Pizza is one of my favorite foods. I like all kinds. I like going to CiCi's Pizza buffet so I can try out new variations. I enjoy their alfredo and spinach pizza, taco pizza, and especially their BBQ chicken pizza. Unfortunately my family prefers regular pizza, you know the kind with mozzarella cheese and pepperoni. Sometimes they'll eat sausage or bacon instead of pepperoni, but it's all the same style of pizza. That means I don't fix the unusual variations at home, because they just won't get eaten except by me. And I really, really don't need to eat an entire pizza by myself.

Then there's the Princess, the youngest member of the family. She no longer likes pizza. Several months ago, she had pizza over at a friend's house while Charles and I went out to eat for my birthday. Later that night she got sick and threw up. Guess what she threw up? Pizza. Now she won't eat it. She blames the pizza for making her sick, and since it made her sick once, it will always make her sick. No amount of reasoning will persuade her otherwise. Of course, this is also the child who won't eat sauce on her spaghetti, gravy on her mashed potatoes, and butter on her toast.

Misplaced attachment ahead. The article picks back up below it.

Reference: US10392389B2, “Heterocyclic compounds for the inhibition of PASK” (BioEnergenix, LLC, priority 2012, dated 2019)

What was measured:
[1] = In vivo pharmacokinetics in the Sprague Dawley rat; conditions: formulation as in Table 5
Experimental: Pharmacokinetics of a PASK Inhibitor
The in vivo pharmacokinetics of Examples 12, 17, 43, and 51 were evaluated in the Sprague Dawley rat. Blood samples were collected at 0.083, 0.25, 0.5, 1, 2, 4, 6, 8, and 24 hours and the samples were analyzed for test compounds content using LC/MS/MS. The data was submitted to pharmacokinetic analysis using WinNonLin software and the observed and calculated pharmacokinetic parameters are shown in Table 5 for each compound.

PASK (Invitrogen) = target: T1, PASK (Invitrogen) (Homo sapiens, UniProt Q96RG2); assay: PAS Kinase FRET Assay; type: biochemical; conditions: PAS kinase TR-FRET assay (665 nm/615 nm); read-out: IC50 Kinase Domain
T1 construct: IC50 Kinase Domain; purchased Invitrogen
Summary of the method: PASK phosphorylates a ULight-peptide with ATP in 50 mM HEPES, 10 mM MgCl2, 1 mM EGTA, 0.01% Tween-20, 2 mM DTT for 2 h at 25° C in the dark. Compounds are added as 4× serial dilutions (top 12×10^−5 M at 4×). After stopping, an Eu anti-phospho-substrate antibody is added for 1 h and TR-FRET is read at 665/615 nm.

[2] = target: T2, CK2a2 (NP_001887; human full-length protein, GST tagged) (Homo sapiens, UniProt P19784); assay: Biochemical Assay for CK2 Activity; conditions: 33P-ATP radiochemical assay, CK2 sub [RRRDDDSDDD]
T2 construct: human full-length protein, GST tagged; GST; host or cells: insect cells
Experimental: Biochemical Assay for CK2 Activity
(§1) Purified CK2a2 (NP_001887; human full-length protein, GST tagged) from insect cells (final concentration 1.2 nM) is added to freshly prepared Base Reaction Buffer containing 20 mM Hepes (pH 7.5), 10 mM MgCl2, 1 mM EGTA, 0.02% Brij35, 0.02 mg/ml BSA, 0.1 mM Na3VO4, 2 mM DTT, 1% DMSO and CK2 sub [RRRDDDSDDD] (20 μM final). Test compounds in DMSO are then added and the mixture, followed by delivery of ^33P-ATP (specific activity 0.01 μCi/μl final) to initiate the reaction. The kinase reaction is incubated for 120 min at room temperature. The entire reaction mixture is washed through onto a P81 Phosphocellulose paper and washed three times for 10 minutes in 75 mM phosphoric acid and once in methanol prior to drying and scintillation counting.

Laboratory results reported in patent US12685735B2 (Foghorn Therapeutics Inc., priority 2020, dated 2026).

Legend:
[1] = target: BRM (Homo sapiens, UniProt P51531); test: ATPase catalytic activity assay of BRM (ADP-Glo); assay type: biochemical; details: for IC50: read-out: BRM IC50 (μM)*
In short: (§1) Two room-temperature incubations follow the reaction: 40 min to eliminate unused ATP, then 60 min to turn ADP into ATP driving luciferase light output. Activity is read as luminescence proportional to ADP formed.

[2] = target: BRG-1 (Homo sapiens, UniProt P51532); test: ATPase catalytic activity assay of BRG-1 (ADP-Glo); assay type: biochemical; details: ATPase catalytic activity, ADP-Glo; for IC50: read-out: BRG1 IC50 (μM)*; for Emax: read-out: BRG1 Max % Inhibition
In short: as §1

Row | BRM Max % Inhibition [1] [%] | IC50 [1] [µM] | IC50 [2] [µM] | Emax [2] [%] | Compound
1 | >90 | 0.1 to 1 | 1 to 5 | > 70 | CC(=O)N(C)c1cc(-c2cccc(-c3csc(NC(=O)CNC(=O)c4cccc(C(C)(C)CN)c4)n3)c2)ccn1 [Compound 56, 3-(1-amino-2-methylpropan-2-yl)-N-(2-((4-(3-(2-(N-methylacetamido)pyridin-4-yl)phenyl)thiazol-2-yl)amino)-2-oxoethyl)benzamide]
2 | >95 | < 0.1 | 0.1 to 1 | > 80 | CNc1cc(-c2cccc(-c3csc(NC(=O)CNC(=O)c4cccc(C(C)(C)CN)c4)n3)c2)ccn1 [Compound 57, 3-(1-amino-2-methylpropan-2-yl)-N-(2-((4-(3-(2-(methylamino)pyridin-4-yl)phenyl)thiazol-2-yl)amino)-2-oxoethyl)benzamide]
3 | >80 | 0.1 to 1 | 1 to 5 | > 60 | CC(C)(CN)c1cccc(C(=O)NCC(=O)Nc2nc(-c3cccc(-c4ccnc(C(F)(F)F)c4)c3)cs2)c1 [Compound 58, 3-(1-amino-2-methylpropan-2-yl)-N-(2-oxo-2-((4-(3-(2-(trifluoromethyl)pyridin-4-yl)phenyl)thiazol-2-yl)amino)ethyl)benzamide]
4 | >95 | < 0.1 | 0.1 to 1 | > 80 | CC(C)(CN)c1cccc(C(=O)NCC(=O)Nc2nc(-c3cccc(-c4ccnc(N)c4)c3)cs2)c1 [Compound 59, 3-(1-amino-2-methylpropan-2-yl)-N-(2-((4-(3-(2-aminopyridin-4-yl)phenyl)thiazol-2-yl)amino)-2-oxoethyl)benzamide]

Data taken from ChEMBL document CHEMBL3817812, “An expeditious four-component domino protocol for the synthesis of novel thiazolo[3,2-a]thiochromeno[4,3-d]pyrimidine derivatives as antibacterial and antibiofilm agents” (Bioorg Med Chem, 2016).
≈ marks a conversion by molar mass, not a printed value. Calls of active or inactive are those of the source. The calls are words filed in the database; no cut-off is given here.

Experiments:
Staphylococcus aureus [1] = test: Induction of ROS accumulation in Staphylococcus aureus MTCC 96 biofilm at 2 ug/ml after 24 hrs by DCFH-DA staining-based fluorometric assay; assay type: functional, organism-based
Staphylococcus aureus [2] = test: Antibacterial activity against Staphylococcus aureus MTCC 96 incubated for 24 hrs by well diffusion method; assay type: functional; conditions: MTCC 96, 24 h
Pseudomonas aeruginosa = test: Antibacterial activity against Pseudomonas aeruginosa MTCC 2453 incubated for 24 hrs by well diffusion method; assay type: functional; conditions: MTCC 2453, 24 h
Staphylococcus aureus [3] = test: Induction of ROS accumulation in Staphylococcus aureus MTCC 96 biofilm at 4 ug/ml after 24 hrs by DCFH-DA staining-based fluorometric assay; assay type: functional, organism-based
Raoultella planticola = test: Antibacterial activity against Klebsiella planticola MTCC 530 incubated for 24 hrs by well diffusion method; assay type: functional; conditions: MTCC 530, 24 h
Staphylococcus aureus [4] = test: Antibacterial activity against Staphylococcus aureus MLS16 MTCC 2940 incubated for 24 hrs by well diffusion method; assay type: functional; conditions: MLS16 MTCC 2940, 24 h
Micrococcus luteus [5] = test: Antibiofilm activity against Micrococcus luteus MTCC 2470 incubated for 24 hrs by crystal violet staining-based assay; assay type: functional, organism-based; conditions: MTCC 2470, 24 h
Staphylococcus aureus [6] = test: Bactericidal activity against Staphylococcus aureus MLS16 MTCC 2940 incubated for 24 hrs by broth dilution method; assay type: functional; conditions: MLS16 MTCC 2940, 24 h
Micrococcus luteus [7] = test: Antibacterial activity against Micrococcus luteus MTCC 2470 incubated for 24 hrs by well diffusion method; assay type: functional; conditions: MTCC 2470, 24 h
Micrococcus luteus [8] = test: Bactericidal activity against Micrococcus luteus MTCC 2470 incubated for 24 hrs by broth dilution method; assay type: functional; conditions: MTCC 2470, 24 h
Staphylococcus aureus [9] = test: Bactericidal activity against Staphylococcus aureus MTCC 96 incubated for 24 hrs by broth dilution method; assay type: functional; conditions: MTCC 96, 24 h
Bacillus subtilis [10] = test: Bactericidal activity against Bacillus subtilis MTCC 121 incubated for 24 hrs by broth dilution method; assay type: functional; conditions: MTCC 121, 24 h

Can I just say that not eating pizza makes usual childhood activities a little harder for us? You know what is served at the majority of children's birthday parties? What do you think the children's clubs at church serve for fellowships? And when she's old enough for the youth group, how many gatherings include pizza? She's definitely going to stand out in the crowd! Ha ha!

Here's a recipe for deep dish pizza. It's the one kind of "unusal" pizza that Charles and Mr. Lego really enjoy. And of course, I love it too. I make breadsticks for the Princess. Plain, of course.

Deep Dish Pizza

1 loaf frozen bread dough (or your favorite pizza crust recipe, enough for one pizza)